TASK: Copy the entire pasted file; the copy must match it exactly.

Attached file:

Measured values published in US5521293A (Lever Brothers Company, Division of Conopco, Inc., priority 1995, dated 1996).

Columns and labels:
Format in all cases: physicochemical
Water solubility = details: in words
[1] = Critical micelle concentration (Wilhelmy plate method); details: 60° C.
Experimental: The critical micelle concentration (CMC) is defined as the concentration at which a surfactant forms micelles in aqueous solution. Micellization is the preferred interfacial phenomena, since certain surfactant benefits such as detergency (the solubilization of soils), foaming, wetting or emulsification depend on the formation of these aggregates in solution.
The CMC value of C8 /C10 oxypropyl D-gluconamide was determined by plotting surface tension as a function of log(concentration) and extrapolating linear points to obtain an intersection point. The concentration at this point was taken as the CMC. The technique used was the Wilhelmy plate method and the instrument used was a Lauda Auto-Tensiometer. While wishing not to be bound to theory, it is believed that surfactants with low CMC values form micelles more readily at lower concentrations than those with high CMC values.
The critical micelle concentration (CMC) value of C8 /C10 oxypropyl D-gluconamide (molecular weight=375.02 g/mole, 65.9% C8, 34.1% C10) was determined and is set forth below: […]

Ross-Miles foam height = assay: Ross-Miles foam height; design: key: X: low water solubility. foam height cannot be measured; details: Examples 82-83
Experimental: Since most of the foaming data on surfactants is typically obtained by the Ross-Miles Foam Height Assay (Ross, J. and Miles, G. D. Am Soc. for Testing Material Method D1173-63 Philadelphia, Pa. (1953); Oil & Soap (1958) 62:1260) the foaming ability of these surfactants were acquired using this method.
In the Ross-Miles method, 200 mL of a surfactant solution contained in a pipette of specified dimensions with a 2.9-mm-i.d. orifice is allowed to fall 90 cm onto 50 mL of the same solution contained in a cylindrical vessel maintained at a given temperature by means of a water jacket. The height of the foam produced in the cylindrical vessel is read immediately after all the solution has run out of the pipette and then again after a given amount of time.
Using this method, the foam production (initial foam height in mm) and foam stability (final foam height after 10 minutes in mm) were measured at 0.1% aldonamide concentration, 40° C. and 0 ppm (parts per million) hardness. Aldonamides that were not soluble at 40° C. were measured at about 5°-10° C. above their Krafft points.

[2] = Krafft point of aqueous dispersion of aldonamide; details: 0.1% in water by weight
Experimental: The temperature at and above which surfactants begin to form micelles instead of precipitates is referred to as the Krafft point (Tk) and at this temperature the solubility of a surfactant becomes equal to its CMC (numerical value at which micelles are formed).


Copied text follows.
Measured values published in US5521293A (Lever Brothers Company, Division of Conopco, Inc., priority 1995, dated 1996).

Columns and labels:
Format in all cases: physicochemical
Water solubility = details: in words
[1] = Critical micelle concentration (Wilhelmy plate method); details: 60° C.
Experimental: The critical micelle concentration (CMC) is defined as the concentration at which a surfactant forms micelles in aqueous solution. Micellization is the preferred interfacial phenomena, since certain surfactant benefits such as detergency (the solubilization of soils), foaming, wetting or emulsification depend on the formation of these aggregates in solution.
The CMC value of C8 /C10 oxypropyl D-gluconamide was determined by plotting surface tension as a function of log(concentration) and extrapolating linear points to obtain an intersection point. The concentration at this point was taken as the CMC. The technique used was the Wilhelmy plate method and the instrument used was a Lauda Auto-Tensiometer. While wishing not to be bound to theory, it is believed that surfactants with low CMC values form micelles more readily at lower concentrations than those with high CMC values.
The critical micelle concentration (CMC) value of C8 /C10 oxypropyl D-gluconamide (molecular weight=375.02 g/mole, 65.9% C8, 34.1% C10) was determined and is set forth below: […]

Ross-Miles foam height = assay: Ross-Miles foam height; design: key: X: low water solubility. foam height cannot be measured; details: Examples 82-83
Experimental: Since most of the foaming data on surfactants is typically obtained by the Ross-Miles Foam Height Assay (Ross, J. and Miles, G. D. Am Soc. for Testing Material Method D1173-63 Philadelphia, Pa. (1953); Oil & Soap (1958) 62:1260) the foaming ability of these surfactants were acquired using this method.
In the Ross-Miles method, 200 mL of a surfactant solution contained in a pipette of specified dimensions with a 2.9-mm-i.d. orifice is allowed to fall 90 cm onto 50 mL of the same solution contained in a cylindrical vessel maintained at a given temperature by means of a water jacket. The height of the foam produced in the cylindrical vessel is read immediately after all the solution has run out of the pipette and then again after a given amount of time.
Using this method, the foam production (initial foam height in mm) and foam stability (final foam height after 10 minutes in mm) were measured at 0.1% aldonamide concentration, 40° C. and 0 ppm (parts per million) hardness. Aldonamides that were not soluble at 40° C. were measured at about 5°-10° C. above their Krafft points.

[2] = Krafft point of aqueous dispersion of aldonamide; details: 0.1% in water by weight
Experimental: The temperature at and above which surfactants begin to form micelles instead of precipitates is referred to as the Krafft point (Tk) and at this temperature the solubility of a surfactant becomes equal to its CMC (numerical value at which micelles are formed).